Impact evaluation studies on sustainability certification schemes are important instruments not only to add to the growing body of knowledge on the impacts of such schemes, but to address current questions about the effectiveness of such initiatives in delivering positive outcomes. Although there is a consensus among different stakeholders, including standard-setting bodies, governments and civil society representatives, about the importance and need of impact evaluation studies on sustainability standard systems, at the moment substantial knowledge and evidence gaps still persist, especially in the mineral and mining sectors.

This report aims to fill these gaps by exploring participants’ perceptions regarding the impacts of two selected sustainability certification schemes in mining – the International Cyanide Management Code (ICMC) and the Responsible Jewellery Council (RJC). The analysis presented in this report is based only on information obtained from a qualitative research approach and provided by participants interviewed during the two case studies.


The project aims to assist civil society, business and governments to better co-ordinate and align efforts to ensure that their sustainability initiatives lead to improvements in the sustainability performance of the sector. A conceptual framework is outlined to identify different aspects of interoperability in the context of sustainability initiatives. ‘Collaboration’ describes the activity of stakeholders from different sustainability initiatives working together towards common goals. ‘Harmonisation’ refers to the alignment of texts to adopt similar language across different sustainability standards, eliminating major differences and creating common minimum requirements. ‘Cross-referencing’ is when a sustainability standard refers to and accepts provisions of another standard as its own. ‘Shared process’ is the mechanisms which sustainability standards are able to operate jointly, for example, by joint auditing and other assurance processes. A sample of 18 initiatives is mapped according to (1) type of initiative; (2) thematic scope; (3) assurance process; and (4) sanctions for non- compliance. Two case studies are then presented to explore examples of interoperability in greater depth.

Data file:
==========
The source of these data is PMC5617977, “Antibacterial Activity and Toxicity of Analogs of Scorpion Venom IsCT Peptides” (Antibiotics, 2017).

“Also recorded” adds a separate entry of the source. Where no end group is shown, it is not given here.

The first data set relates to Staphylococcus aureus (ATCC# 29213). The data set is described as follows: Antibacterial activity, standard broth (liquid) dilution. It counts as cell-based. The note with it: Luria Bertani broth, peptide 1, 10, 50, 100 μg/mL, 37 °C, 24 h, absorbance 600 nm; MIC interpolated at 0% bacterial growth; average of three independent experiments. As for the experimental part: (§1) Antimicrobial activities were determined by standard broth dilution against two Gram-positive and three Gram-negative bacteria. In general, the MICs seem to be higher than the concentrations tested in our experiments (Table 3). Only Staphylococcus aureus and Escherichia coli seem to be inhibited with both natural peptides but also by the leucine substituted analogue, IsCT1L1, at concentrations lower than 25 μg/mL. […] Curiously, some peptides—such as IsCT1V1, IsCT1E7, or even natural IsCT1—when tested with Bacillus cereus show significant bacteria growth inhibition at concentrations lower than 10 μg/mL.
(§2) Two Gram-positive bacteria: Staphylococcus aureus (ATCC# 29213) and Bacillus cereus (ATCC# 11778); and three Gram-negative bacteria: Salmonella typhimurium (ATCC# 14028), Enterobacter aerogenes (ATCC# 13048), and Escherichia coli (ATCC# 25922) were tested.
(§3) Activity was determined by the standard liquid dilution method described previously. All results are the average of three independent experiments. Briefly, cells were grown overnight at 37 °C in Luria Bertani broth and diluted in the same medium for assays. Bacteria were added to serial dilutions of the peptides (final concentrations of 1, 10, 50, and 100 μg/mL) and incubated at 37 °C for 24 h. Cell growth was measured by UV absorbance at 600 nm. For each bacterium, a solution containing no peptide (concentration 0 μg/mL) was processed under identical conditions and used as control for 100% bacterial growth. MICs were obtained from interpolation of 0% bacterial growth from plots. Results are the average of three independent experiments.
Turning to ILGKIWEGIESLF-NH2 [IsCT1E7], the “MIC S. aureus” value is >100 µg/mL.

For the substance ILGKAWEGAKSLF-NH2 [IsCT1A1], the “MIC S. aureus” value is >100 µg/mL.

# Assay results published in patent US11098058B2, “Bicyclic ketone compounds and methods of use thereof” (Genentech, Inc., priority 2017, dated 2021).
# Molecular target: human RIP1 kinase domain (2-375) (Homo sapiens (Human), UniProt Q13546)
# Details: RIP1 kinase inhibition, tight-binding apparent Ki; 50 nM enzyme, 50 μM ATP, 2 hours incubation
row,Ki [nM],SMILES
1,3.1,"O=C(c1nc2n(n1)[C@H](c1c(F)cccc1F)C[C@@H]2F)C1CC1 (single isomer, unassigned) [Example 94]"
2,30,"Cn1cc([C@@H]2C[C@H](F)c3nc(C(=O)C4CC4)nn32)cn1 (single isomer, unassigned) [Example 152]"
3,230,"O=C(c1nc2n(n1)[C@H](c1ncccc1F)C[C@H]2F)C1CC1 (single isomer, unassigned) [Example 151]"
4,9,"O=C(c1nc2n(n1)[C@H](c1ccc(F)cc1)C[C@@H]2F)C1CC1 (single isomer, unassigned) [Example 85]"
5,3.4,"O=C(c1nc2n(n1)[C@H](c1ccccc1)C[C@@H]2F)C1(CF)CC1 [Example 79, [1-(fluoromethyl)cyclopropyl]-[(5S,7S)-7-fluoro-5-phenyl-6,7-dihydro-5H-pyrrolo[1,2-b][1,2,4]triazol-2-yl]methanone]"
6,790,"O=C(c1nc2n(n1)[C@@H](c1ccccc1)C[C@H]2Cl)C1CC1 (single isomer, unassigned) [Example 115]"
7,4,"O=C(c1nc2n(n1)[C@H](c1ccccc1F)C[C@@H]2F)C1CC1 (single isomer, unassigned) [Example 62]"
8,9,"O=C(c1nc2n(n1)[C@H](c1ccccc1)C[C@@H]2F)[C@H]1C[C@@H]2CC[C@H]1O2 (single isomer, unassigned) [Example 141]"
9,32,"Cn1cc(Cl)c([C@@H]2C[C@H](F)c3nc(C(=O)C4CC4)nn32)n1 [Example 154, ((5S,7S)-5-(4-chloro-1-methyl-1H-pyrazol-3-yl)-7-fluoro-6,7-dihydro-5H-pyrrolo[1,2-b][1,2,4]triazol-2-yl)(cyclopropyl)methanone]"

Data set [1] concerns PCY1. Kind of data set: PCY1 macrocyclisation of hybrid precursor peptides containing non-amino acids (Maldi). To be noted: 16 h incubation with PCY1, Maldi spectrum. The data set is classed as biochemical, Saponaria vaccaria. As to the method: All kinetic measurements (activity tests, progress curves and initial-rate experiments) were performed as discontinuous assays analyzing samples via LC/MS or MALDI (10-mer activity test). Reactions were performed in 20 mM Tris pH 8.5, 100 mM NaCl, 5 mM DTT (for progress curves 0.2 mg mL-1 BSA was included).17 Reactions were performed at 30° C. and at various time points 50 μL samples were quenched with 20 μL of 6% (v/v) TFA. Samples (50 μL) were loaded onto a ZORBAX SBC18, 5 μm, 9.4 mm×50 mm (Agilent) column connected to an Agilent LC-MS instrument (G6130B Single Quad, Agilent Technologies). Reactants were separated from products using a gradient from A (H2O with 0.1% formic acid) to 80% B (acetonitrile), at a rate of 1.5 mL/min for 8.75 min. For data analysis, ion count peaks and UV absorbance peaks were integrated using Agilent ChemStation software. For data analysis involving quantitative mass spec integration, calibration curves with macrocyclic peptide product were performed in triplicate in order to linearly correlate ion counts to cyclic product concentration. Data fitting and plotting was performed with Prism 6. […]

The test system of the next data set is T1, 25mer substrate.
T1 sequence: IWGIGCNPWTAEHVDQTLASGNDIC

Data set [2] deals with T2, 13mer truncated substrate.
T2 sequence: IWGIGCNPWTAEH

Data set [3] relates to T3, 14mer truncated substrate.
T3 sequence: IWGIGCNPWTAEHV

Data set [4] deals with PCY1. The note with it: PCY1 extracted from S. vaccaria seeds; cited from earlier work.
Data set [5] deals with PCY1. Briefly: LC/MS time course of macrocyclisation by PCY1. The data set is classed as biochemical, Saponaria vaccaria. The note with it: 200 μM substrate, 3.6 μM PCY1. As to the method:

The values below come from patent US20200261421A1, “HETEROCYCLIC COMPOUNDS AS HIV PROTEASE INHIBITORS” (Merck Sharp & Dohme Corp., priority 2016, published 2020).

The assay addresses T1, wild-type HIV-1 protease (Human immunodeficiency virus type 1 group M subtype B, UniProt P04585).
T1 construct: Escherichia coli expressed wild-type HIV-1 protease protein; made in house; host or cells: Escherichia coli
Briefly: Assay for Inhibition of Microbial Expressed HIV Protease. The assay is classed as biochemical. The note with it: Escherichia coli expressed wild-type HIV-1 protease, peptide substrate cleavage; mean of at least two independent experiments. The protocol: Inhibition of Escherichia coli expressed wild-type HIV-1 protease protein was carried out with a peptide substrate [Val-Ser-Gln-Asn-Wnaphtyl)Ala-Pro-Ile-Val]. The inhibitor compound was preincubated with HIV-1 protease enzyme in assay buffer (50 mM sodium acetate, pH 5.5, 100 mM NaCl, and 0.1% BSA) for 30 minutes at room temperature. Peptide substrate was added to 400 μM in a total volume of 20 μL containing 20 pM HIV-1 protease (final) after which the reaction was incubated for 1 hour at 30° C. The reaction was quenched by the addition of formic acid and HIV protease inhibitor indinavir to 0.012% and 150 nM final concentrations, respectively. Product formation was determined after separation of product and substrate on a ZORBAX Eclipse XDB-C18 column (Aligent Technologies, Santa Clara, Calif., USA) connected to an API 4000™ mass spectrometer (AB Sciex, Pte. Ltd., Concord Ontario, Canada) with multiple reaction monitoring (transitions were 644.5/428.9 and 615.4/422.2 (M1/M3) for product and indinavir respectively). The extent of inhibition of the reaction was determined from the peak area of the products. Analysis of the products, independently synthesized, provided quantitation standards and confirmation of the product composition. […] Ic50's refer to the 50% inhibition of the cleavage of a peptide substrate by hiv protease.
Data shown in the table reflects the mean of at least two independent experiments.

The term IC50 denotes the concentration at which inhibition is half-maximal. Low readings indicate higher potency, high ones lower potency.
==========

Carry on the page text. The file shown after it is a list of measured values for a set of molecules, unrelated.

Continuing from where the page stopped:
Agreements form the basis of an ongoing relationship between mining companies and native title parties around a range of issues. The management of agreements through structures and processes established for implementation is referred to as agreement governance. This report identifies features of the governance arrangements established by the Gulf Communities Agreement (GCA). It draws lessons about how these have influenced the achievement of mutually desired outcomes and impacted on long-term sustainability of relationships.

The GCA of 1997 establishes land use and benefit sharing arrangements in the lower Gulf of Carpentaria in Queensland, Australia between Century Zinc Mine, the Queensland Government and three native title groups (Waanyi, Mingginda and Gkuthaarn-Kukatj – the latter considering themselves one People with shared responsibility for looking after their land and saltwater Country although having two sets of clan ancestors). This involvement of multiple native title groups is one distinctive feature of the GCA. As well, it was the first agreement negotiated with native title claimants in advance of a determination of the relevant native title claims; and it included the Queensland Government as a party, and had a regional and community scope of benefits.

The signatories to the GCA exhibited considerable goodwill and high hopes that the agreement would ensure mining benefitted the whole lower Gulf region, facilitate opportunities for economic participation and self-determination for the native title groups (NTGs) and local Aboriginal communities, and leverage government initiatives to advance the socio-economic status of the region.

Through successive owners, the GCA facilitated mining for 16 years and annual compensation payments to NTGs for 20 years. Other opportunities realised through the GCA and its governance arrangements include significant outcomes in the areas of employment and training, expansion of the Indigenous land estate in the region and operation of a number of viable Indigenous businesses including a multi-million dollar pastoral enterprise. However, the wisdom of hindsight is often informed by examining challenges confronted as much as by celebrating achievements.